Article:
28 August 2018

Cup of jO's: Jack Zoellner is Not the End of the World

Last night, we remembered a time when the Orioles seem fated to win with the contribution of unlikely players.  It cemented into a 7-0 victory behind a pitcher, David Hess, who in previous seasons would have been a prime arm to have been dealt out in a deadline trade for a half a season of a player to address a positional need for the club.  However, we also were reminded of how the club has repeatedly traded away international signing bonus money when the Orioles sent 750k of their overall 8.25 MM pool to the Phillies for 1B (generously 3B) Jack Zoellner, a 23 year old who passed his time in the Gulf Coast League for the second year in a row.

Jack Zoellner Batting
Year AgeDif Lev BA OBP SLG
Provided by Baseball-Reference.com: View Original Table
Generated 8/28/2018.

The minor league season is effectively done and Zoellner plays first base.  What that tells us is that the Orioles do not see Zoellner as a short term need for organizational need.  The clubs simply do not have a drastic short coming and need a player to stabilize a club as we saw with the Milton Ramos deal last year.  Instead, the Orioles saw something of value in Zoellner and I am not sure what.  Whatever they see in him, whether it be upside or makeup, he cost effectively nothing.

Nothing.  That is how this deal impacts the Orioles ability to acquire a talent like Victor Victor Mesa, the top international amateur who has yet to be cleared by Major League Baseball.  Currently, Mesa is tied to three teams: Florida Marlins, Tampa Bay Rays, and the Baltimore Orioles.  The Marlins and the Rays are currently sitting around 4 to 4.5 MM in money to spend.  Meanwhile, the Orioles are now down to 6 to 7 MM.  Much of the outcry on Twitter about this deal is based on the idea that by dealing away 750k that the Orioles are shortarming themselves for Mesa.  In other words, a lot of public chatter is imploring the Orioles to bid against themselves when they still have a commanding sum of money to offer Mesa.

As I noted a month ago, that the Orioles holding 8.25 MM was somewhat absurd.  The way the international amateur scene works is that teams break the rules and arrange contracts before the July 2nd signing date.  Once that date arrives, all of the top prospects sign.  What remains are the occasional Cuban immigrant, the rare Asian signing, and then a bevy of overlooked older players inking low money contracts.  By not being players on July 2nd, it was confusing to see how the money could shake out for the Orioles in any way other than securing Mesa.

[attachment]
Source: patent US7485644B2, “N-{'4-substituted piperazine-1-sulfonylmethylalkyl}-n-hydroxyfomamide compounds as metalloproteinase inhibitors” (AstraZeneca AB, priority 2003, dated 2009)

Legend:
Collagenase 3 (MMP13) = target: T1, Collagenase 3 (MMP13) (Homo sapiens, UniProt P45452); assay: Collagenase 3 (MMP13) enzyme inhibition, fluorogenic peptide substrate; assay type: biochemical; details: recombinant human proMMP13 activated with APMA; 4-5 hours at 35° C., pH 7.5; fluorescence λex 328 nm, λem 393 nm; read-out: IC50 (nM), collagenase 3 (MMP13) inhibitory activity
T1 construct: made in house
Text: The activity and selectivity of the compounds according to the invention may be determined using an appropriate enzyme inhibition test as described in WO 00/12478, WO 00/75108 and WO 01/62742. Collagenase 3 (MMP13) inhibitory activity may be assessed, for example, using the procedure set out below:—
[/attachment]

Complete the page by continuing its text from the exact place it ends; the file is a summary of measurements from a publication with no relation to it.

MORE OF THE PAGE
If you felt confused by all of this, do not worry.  Established writers also lost gravity.  I saw some suggest that the Orioles stored up all this money and then found out that nothing was left in the Dominican Republic.  That is a somewhat shocking level of ignorance for a long-tenured writer to state.  The Orioles have boots on the ground.  They have guys in the Dominican and throughout Latin America.  They have guys in Europe.  They have guys in Asia and the Pacific islands.  You can certainly argue they need more people out there, but international scouting is long past the days of driving eight hours into the mountains and finding some 16 year old hitting homemade balls with a broken broom stick.  Everyone knows everyone.  It is all about how well can you project a player and often how well you have ingratiated yourself to family.  This is known.  Everyone knows this.  In absolutely no way would this be a surprise for the Orioles.  It is only a surprise to those who do not really follow the game (all aspects of the game) closely.

So while it is kind of funny and humorous to note the dread of seasons past, it is not really weird to see the Orioles deal out these allotments.  They have too much.  They see guys they like.  They deal what they have for what they want and still have a commanding sum to offer Mesa.

There is nothing to see here.  Move on.

Keep your powder dry for when they screw up because, you know, the organization is still a mess.  This event though is not indicative of that.


Unknown said...

This is probably your most well-written piece, Jon. Bravo. I hope you keep writing after CD shuts its doors. Or write a book.

Pip said...

I echo that comment. I came here wondering if you had any thoughts about our new debut pitcher from last night. It was only five innings but did you see anything that evoked hope or worry?
BTW I will echo again the other comment. You write well, you’re knowledgeable, and you have something to express. The three needs of writing.
George Bernard Shaw said, of Brahms, That he would be one of our leading geniuses if only he had anything particular to say. You have quite a lot to say and you say it very well I hope you will do so.

Jon Shepherd said...

Thanks, both.

Rogers? He has a very narrow range for error. All his pitches are fairly hittable and he does not surprise much. He is fine for a club like this to eat innings, but I would not expect much more. He was actually fairly lucky last night as some balls should have been squared up a little bit better and he was able to leave some runners on base.

Pip said...

Jon, If that is true, and he was the headliner in the Zack Britain trade, doesn’t it indicate that it was a bad trade? We’ve already seen some miserable performances by the pitching that we acquired, it doesn’t seem as if this guy is anything significant either.

Jon Shepherd said...

Dillon Tate was the headliner. Carroll was the second piece. Rogers was the third piece.

Tate looks good. Carroll has some promise as a middle inning reliever.